Geopolitical crisis pricing… The concept is handled in different dimensions as the perception of crisis varies. In this environment, it is understood that a critical turning point has been entered in the developments regarding Russia. Despite the statements of the US, there is some softening after the news that Russia will continue with diplomacy at the beginning of the week, and that today it has withdrawn some of its soldiers to its bases. The easing of tensions allowed oil and metal prices to cool partially.
Risk and the need for security… There is a market surrounded by fears that Russia will soon invade Ukraine and the expectation of faster rate hikes by the Fed. Naturally, the gravity of geopolitical tensions increased in the short term. It is very normal for the risk trade concept to be directed in this direction. We have seen some cooling in yields, but since the underlying phenomenon is a Fed tightening with inflation, the direction will not change much on a large scale. The dollar continued to gain support from expectations that the Fed will adopt an aggressive policy response to combat high inflation. As a matter of fact, the markets are pricing in a 50 basis point rate hike in March.
Brent oil and gold comparison… Source: Bloomberg
A daily rally of relief… The headlines eased concerns about a major military action and provided a much-needed boost to global risk awareness. Before that, warnings that the Russian army could invade Ukraine at any moment triggered a significant movement in oil prices, opened the horizon of 100 dollars, and highlighted risk aversion in the market concept. A few days will determine the validity of this relaxation effect. If we don't see anything new, we will have an opportunity to focus on the Fed.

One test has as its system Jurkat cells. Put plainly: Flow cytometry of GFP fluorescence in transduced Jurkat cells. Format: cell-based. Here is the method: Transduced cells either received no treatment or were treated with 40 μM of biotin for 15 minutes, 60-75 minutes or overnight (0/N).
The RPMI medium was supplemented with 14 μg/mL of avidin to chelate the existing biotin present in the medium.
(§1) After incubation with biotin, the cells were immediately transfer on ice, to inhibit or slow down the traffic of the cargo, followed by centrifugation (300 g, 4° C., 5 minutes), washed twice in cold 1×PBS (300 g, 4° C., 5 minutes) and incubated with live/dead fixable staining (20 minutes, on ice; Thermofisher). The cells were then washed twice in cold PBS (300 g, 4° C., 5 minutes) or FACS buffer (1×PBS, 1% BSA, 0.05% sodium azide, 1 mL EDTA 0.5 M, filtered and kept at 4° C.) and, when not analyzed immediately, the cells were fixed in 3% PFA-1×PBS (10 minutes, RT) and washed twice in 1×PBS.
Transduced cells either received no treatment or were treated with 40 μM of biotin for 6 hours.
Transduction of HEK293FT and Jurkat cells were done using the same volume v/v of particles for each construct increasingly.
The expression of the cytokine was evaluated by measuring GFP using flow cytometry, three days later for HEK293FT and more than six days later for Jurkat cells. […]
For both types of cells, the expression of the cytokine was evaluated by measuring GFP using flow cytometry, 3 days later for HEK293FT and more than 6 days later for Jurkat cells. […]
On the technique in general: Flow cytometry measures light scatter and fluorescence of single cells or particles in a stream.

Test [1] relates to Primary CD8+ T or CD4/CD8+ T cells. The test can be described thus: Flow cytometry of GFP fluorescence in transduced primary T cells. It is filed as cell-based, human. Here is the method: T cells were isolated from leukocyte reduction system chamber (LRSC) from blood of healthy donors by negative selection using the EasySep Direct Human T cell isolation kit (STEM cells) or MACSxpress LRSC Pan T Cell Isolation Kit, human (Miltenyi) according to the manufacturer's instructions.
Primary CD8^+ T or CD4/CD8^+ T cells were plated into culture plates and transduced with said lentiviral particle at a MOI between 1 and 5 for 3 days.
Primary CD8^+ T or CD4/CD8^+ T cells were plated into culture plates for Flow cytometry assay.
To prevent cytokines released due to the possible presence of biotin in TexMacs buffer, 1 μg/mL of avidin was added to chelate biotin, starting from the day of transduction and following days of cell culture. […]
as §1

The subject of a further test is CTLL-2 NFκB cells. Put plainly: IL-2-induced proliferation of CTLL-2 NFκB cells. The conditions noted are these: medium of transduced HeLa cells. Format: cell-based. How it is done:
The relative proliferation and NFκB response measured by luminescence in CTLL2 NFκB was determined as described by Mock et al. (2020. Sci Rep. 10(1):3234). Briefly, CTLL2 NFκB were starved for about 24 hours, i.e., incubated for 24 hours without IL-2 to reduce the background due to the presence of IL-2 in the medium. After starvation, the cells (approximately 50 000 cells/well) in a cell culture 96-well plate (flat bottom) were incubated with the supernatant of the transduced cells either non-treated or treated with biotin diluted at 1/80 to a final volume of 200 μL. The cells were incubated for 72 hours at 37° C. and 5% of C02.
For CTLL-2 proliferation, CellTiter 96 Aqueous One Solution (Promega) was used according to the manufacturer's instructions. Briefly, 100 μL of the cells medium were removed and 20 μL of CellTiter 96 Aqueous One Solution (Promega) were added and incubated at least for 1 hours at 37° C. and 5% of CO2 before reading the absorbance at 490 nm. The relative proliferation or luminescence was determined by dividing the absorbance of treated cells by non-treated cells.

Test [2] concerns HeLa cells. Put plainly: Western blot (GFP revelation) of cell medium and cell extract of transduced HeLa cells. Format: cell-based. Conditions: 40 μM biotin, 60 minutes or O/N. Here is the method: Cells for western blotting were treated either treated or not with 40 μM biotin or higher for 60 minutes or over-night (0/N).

The US has threatened to impose sanctions if Russia orders an invasion, but nothing more than that – Ukraine is not a NATO member and is unlikely to become a NATO member, contrary to Russia's concerns. The statements of German Chancellor Olaf Scholz in this direction also put this forward. Russia has the cards: the energy supply and the issue of the controversial Nord Stream 2 pipeline, which takes Russian gas directly to Germany and bypasses Ukraine. Putin is implementing some strategies to ensure that some sanctions are lifted and Nord Stream 2 is activated.
Conclusion? It is more likely that Russia will take action to bind up eastern Ukraine, where the Russian population is concentrated, rather than an all-out invasion. A possible conflict has the potential to trigger sudden market movements. For this reason, we cannot say that the risky trade concept has completely disappeared. In the broader concept, a partial occupation can be taken for granted politically, because Ukraine lacks critical natural resources. Therefore, with the effect of hot conflict, hasty trade movements and movements in the wider window will not have the same logic. We see the phenomena that will increase the crisis as Russia's large-scale invasion, financial sanctions, especially SWIFT, and an expanding energy supply interruption.
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